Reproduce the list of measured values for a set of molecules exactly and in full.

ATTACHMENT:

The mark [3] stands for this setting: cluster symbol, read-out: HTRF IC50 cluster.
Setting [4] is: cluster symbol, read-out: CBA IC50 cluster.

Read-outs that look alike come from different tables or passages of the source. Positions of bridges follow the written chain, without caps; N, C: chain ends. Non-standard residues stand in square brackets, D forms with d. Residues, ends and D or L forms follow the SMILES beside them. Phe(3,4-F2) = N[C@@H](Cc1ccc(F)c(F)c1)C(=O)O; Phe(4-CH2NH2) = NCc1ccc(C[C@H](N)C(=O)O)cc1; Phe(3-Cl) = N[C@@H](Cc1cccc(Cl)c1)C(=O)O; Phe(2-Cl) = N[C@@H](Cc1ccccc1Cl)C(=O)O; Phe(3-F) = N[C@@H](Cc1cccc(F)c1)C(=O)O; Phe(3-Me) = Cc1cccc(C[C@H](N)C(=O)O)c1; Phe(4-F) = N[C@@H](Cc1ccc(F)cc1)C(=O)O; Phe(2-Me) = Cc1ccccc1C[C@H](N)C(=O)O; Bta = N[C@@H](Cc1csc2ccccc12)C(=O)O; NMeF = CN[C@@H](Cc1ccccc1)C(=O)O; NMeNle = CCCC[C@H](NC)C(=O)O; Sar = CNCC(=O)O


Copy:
The mark [3] stands for this setting: cluster symbol, read-out: HTRF IC50 cluster.
Setting [4] is: cluster symbol, read-out: CBA IC50 cluster.

Read-outs that look alike come from different tables or passages of the source. Positions of bridges follow the written chain, without caps; N, C: chain ends. Non-standard residues stand in square brackets, D forms with d. Residues, ends and D or L forms follow the SMILES beside them. Phe(3,4-F2) = N[C@@H](Cc1ccc(F)c(F)c1)C(=O)O; Phe(4-CH2NH2) = NCc1ccc(C[C@H](N)C(=O)O)cc1; Phe(3-Cl) = N[C@@H](Cc1cccc(Cl)c1)C(=O)O; Phe(2-Cl) = N[C@@H](Cc1ccccc1Cl)C(=O)O; Phe(3-F) = N[C@@H](Cc1cccc(F)c1)C(=O)O; Phe(3-Me) = Cc1cccc(C[C@H](N)C(=O)O)c1; Phe(4-F) = N[C@@H](Cc1ccc(F)cc1)C(=O)O; Phe(2-Me) = Cc1ccccc1C[C@H](N)C(=O)O; Bta = N[C@@H](Cc1csc2ccccc12)C(=O)O; NMeF = CN[C@@H](Cc1ccccc1)C(=O)O; NMeNle = CCCC[C@H](NC)C(=O)O; Sar = CNCC(=O)O